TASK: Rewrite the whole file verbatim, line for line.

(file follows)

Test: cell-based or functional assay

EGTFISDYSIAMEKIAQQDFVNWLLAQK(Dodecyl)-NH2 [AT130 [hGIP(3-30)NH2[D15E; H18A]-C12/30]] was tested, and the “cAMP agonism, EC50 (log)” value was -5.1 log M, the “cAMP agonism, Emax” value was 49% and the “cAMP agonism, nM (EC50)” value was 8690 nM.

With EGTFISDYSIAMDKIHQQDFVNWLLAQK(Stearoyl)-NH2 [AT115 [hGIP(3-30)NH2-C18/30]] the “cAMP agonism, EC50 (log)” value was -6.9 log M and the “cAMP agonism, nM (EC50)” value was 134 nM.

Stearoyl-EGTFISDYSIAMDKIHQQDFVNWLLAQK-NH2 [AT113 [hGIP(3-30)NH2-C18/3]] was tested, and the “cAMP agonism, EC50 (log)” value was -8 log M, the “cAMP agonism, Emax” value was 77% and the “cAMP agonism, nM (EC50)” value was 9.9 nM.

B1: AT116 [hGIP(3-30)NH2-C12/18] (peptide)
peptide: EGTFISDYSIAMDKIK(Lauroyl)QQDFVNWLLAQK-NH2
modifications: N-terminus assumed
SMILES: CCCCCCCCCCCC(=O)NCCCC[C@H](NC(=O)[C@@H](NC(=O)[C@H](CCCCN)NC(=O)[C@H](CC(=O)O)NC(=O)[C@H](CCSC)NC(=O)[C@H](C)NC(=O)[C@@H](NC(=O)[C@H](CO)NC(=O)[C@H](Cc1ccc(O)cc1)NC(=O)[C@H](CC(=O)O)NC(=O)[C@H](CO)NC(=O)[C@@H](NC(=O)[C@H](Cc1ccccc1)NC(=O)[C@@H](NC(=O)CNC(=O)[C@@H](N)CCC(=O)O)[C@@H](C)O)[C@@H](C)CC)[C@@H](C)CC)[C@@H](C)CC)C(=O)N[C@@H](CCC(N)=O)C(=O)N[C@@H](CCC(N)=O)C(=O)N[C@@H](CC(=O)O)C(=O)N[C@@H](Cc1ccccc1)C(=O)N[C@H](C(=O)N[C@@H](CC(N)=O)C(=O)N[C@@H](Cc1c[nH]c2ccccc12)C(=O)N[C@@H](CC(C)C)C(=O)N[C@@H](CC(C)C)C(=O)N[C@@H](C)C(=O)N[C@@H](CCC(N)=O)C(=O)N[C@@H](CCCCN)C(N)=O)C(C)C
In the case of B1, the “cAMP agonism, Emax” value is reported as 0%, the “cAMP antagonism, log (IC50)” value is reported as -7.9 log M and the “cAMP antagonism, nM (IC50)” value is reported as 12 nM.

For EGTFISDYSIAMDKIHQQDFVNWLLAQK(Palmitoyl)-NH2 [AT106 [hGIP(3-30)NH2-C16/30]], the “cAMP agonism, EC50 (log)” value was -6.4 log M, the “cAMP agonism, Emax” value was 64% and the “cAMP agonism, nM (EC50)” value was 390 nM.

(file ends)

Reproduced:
Test: cell-based or functional assay

EGTFISDYSIAMEKIAQQDFVNWLLAQK(Dodecyl)-NH2 [AT130 [hGIP(3-30)NH2[D15E; H18A]-C12/30]] was tested, and the “cAMP agonism, EC50 (log)” value was -5.1 log M, the “cAMP agonism, Emax” value was 49% and the “cAMP agonism, nM (EC50)” value was 8690 nM.

With EGTFISDYSIAMDKIHQQDFVNWLLAQK(Stearoyl)-NH2 [AT115 [hGIP(3-30)NH2-C18/30]] the “cAMP agonism, EC50 (log)” value was -6.9 log M and the “cAMP agonism, nM (EC50)” value was 134 nM.

Stearoyl-EGTFISDYSIAMDKIHQQDFVNWLLAQK-NH2 [AT113 [hGIP(3-30)NH2-C18/3]] was tested, and the “cAMP agonism, EC50 (log)” value was -8 log M, the “cAMP agonism, Emax” value was 77% and the “cAMP agonism, nM (EC50)” value was 9.9 nM.

B1: AT116 [hGIP(3-30)NH2-C12/18] (peptide)
peptide: EGTFISDYSIAMDKIK(Lauroyl)QQDFVNWLLAQK-NH2
modifications: N-terminus assumed
SMILES: CCCCCCCCCCCC(=O)NCCCC[C@H](NC(=O)[C@@H](NC(=O)[C@H](CCCCN)NC(=O)[C@H](CC(=O)O)NC(=O)[C@H](CCSC)NC(=O)[C@H](C)NC(=O)[C@@H](NC(=O)[C@H](CO)NC(=O)[C@H](Cc1ccc(O)cc1)NC(=O)[C@H](CC(=O)O)NC(=O)[C@H](CO)NC(=O)[C@@H](NC(=O)[C@H](Cc1ccccc1)NC(=O)[C@@H](NC(=O)CNC(=O)[C@@H](N)CCC(=O)O)[C@@H](C)O)[C@@H](C)CC)[C@@H](C)CC)[C@@H](C)CC)C(=O)N[C@@H](CCC(N)=O)C(=O)N[C@@H](CCC(N)=O)C(=O)N[C@@H](CC(=O)O)C(=O)N[C@@H](Cc1ccccc1)C(=O)N[C@H](C(=O)N[C@@H](CC(N)=O)C(=O)N[C@@H](Cc1c[nH]c2ccccc12)C(=O)N[C@@H](CC(C)C)C(=O)N[C@@H](CC(C)C)C(=O)N[C@@H](C)C(=O)N[C@@H](CCC(N)=O)C(=O)N[C@@H](CCCCN)C(N)=O)C(C)C
In the case of B1, the “cAMP agonism, Emax” value is reported as 0%, the “cAMP antagonism, log (IC50)” value is reported as -7.9 log M and the “cAMP antagonism, nM (IC50)” value is reported as 12 nM.

For EGTFISDYSIAMDKIHQQDFVNWLLAQK(Palmitoyl)-NH2 [AT106 [hGIP(3-30)NH2-C16/30]], the “cAMP agonism, EC50 (log)” value was -6.4 log M, the “cAMP agonism, Emax” value was 64% and the “cAMP agonism, nM (EC50)” value was 390 nM.